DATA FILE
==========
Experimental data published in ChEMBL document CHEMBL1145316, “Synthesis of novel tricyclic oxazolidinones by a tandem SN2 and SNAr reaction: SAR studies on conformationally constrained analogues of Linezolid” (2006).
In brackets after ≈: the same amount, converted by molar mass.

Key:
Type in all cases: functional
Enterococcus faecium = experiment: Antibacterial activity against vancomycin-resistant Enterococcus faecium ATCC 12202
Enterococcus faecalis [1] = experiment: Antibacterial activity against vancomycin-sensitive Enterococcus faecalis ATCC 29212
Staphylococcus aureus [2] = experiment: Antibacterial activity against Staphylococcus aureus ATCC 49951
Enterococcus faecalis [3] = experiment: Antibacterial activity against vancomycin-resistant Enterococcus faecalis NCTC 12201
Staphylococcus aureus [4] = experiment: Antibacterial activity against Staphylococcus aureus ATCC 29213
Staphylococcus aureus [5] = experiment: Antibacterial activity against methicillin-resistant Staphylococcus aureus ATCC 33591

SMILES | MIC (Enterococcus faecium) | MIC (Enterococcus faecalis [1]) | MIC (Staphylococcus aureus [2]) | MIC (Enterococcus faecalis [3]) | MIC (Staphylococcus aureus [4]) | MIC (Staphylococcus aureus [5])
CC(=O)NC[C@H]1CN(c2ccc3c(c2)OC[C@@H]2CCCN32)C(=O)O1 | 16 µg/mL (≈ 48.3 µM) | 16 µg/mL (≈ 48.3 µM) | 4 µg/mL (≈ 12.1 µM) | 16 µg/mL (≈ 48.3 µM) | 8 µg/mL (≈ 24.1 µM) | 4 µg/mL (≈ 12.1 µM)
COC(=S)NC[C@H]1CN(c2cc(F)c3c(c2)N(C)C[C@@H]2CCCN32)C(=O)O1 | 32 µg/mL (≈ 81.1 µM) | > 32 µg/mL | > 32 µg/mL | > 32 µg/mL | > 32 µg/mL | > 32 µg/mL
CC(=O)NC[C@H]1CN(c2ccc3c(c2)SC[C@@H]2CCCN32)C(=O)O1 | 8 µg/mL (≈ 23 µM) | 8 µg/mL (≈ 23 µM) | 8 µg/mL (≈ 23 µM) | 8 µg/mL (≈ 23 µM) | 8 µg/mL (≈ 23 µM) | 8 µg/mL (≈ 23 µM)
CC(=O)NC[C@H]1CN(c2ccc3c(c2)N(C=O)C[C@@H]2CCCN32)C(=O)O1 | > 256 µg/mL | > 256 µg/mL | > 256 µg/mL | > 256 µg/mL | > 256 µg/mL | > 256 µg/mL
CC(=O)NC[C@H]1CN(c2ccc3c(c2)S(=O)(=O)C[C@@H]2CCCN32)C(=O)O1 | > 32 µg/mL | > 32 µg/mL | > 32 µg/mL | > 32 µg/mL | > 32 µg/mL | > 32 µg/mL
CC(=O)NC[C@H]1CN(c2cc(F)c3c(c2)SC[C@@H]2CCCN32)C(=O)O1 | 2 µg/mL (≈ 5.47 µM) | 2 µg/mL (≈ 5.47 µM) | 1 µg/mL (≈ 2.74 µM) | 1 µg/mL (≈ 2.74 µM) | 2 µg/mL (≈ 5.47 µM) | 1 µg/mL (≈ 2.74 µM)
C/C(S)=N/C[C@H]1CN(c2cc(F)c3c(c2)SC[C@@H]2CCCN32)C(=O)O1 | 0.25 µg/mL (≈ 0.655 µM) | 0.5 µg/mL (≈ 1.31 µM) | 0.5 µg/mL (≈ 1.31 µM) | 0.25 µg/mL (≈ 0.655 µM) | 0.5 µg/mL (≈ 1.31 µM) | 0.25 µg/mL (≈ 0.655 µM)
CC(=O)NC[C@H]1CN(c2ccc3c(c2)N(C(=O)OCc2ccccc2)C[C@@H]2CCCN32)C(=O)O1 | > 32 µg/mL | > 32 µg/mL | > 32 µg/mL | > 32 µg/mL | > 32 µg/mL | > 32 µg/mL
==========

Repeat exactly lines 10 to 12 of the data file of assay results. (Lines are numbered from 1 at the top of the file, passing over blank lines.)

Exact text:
Staphylococcus aureus [5] = experiment: Antibacterial activity against methicillin-resistant Staphylococcus aureus ATCC 33591

SMILES | MIC (Enterococcus faecium) | MIC (Enterococcus faecalis [1]) | MIC (Staphylococcus aureus [2]) | MIC (Enterococcus faecalis [3]) | MIC (Staphylococcus aureus [4]) | MIC (Staphylococcus aureus [5])
CC(=O)NC[C@H]1CN(c2ccc3c(c2)OC[C@@H]2CCCN32)C(=O)O1 | 16 µg/mL (≈ 48.3 µM) | 16 µg/mL (≈ 48.3 µM) | 4 µg/mL (≈ 12.1 µM) | 16 µg/mL (≈ 48.3 µM) | 8 µg/mL (≈ 24.1 µM) | 4 µg/mL (≈ 12.1 µM)